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Integrated Agriculture Labelling and consumer information: retailer's strategies and regulatory issues in the European context

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  • Maze, Armelle

Abstract

The development of consumer concerns in the European context about food safety and environmental consequences of farming systems lead to the recent multiplication of private technical specifications to be applied by farmers on the request of large retailers and agro-food firms. These technical specifications on production define what is called Good Agricultural Practices (GAP) guidelines, Environmental Management Systems (EMS) or integrated agriculture. However, the lack of harmonized and scientifically based definition of GAP guidelines creates a lot of confusion and difficulties for their implementation by a large number of farmers, but as well regarding consumers information. This paper analyses, based on Transaction Cost Economics (Williamson, 1996, Barzel 2004), the alternatives standard setting strategies developed in the european context in order to solve these impediments. The comparison focuses on the strategies developed by trans-national large retailer associations (EUREP system, BRC) and another option recently set up in France with a labelling regulation on integrated agriculture with a private certification system.

Suggested Citation

  • Maze, Armelle, 2005. "Integrated Agriculture Labelling and consumer information: retailer's strategies and regulatory issues in the European context," 2005 Annual meeting, July 24-27, Providence, RI 19175, American Agricultural Economics Association (New Name 2008: Agricultural and Applied Economics Association).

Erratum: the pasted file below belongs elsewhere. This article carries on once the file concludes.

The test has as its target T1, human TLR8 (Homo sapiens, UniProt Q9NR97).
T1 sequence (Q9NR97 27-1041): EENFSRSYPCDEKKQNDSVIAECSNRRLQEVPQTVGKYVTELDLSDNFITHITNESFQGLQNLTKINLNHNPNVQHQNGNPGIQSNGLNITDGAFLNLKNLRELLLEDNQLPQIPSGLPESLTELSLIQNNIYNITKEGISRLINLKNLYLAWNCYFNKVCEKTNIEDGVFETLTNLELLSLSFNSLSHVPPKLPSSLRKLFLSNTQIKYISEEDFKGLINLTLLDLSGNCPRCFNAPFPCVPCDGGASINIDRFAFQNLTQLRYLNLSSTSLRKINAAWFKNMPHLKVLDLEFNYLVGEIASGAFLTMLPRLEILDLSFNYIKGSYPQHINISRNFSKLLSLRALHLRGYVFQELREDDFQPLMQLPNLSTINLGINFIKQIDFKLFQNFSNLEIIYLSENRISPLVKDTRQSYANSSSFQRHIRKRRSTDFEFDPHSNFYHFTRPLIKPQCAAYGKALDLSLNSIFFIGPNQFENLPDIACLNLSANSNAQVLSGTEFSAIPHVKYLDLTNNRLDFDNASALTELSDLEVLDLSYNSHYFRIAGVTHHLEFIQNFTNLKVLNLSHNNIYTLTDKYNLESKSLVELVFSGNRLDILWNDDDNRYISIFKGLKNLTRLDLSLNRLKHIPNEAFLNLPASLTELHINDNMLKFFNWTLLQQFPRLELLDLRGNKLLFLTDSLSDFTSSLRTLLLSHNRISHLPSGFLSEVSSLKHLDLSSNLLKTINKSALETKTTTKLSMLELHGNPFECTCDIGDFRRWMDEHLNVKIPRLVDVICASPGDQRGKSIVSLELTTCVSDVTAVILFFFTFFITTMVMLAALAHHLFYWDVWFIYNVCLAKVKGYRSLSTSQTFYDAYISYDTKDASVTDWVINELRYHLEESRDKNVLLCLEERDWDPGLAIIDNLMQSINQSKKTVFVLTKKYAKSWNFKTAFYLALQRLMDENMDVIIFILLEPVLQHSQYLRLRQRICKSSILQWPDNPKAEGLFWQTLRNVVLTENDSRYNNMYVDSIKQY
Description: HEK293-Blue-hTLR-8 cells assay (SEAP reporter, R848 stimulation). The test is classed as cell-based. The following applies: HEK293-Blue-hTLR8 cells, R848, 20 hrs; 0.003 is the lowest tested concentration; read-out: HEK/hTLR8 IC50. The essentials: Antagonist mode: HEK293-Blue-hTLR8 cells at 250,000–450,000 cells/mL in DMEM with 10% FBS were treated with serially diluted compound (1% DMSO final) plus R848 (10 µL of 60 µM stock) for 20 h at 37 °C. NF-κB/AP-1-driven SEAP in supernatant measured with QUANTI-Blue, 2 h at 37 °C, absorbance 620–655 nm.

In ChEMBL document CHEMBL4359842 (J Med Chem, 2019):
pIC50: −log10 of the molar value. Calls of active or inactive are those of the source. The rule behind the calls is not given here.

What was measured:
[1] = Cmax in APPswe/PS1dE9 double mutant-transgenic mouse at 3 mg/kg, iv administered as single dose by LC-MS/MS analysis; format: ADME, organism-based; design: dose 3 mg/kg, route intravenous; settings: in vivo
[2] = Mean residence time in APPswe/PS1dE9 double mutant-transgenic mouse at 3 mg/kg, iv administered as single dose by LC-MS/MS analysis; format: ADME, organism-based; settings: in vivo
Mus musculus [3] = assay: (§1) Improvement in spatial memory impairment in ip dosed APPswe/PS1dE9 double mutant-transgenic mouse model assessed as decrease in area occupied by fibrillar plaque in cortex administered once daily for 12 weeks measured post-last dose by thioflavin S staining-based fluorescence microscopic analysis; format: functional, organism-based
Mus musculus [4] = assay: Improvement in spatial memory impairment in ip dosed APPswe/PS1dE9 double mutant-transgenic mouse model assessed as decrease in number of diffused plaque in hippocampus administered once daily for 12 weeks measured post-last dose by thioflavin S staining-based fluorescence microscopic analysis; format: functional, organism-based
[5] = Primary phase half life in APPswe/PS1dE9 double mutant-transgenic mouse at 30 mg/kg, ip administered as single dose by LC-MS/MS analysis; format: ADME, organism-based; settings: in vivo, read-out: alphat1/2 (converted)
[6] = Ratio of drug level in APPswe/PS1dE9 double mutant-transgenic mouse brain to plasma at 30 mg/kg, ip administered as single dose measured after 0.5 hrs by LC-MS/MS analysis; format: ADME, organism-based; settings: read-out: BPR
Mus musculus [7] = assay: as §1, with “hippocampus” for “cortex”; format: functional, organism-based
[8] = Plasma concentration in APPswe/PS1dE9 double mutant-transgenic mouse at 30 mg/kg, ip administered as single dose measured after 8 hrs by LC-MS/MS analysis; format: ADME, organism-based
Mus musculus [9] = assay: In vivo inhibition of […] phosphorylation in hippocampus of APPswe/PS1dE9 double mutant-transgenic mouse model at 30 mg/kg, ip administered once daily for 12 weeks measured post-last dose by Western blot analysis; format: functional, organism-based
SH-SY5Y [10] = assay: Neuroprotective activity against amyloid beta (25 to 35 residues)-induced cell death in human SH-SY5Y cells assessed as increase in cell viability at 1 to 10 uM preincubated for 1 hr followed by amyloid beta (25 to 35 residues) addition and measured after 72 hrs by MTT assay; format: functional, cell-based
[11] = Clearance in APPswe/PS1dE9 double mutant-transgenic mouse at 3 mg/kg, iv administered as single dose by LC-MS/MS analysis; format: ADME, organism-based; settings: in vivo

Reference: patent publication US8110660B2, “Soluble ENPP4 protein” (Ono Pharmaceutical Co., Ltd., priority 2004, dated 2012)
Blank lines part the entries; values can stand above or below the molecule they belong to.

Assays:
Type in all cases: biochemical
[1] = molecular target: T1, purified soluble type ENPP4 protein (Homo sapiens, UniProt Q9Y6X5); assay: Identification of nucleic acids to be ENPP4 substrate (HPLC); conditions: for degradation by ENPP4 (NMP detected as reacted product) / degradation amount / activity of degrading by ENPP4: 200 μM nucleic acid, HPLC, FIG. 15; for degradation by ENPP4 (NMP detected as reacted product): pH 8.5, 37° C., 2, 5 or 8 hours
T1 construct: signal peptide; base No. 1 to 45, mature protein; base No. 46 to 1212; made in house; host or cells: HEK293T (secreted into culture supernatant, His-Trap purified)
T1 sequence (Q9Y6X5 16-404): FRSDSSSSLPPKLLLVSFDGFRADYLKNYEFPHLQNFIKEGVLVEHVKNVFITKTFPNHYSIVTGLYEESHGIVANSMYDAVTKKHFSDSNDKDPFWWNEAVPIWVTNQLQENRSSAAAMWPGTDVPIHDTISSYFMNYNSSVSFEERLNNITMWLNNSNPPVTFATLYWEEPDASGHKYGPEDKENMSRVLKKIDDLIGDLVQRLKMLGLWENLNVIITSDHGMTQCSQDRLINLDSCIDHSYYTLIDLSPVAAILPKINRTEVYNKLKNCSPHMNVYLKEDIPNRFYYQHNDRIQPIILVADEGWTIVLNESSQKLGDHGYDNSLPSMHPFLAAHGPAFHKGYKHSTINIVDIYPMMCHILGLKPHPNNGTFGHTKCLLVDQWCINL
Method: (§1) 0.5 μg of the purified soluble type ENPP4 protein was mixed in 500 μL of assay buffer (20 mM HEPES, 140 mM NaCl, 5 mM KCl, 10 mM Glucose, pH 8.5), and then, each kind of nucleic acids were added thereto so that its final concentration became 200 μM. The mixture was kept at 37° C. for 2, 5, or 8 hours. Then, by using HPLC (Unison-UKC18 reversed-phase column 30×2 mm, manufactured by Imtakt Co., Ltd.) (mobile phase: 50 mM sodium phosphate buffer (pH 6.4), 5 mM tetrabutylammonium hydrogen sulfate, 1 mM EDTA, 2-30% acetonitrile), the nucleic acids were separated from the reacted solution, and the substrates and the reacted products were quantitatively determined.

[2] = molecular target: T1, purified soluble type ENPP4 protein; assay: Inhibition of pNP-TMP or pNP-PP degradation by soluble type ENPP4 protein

• Handle: RePEc:ags:aaea05:19175
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    References listed on IDEAS

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    1. Barrett, H. R. & Browne, A. W. & Harris, P. J. C. & Cadoret, K., 2002. "Organic certification and the UK market: organic imports from developing countries," Food Policy, Elsevier, vol. 27(4), pages 301-318, August.
    2. Golan, Elise H. & Kuchler, Fred & Mitchell, Lorraine, 2000. "Economics Of Food Labeling," Agricultural Economics Reports 34069, United States Department of Agriculture, Economic Research Service.
    3. Hennessy, David A., 1996. "Information Asymmetry As a Reason for Vertical Integration," Staff General Research Papers Archive 10422, Iowa State University, Department of Economics.
    4. Joseph Farrell & Carl Shapiro, 1988. "Dynamic Competition with Switching Costs," RAND Journal of Economics, The RAND Corporation, pages 123-137.
    5. Caswell, Julie A., 1998. "How Labeling of Safety and Process Attributes Affects Markets for Food," Agricultural and Resource Economics Review, Cambridge University Press, pages 151-158.
    6. Kindleberger, Charles P, 1983. "Standards as Public, Collective and Private Goods," Kyklos, Wiley Blackwell, vol. 36(3), pages 377-396.
    7. Mahe, Louis-Pascal, 1997. "Environment and Quality Standards in the WTO: New Protectionism in Agricultural Trade? A European Perspective," European Review of Agricultural Economics, Foundation for the European Review of Agricultural Economics, vol. 24(3-4), pages 480-503.
    8. Choi, Jay Pil, 1996. "Standardization and experimentation: Ex ante vs. ex post standardization," European Journal of Political Economy, Elsevier, vol. 12(2), pages 273-290, September.
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    Keywords

    Consumer/Household Economics;

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